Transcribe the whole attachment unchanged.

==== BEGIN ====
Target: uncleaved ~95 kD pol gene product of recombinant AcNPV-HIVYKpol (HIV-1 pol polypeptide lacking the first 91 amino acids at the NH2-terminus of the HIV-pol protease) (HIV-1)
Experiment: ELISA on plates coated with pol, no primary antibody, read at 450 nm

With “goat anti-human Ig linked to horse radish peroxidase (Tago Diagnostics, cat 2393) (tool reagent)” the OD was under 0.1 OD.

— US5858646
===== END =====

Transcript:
Target: uncleaved ~95 kD pol gene product of recombinant AcNPV-HIVYKpol (HIV-1 pol polypeptide lacking the first 91 amino acids at the NH2-terminus of the HIV-pol protease) (HIV-1)
Experiment: ELISA on plates coated with pol, no primary antibody, read at 450 nm

With “goat anti-human Ig linked to horse radish peroxidase (Tago Diagnostics, cat 2393) (tool reagent)” the OD was under 0.1 OD.

— US5858646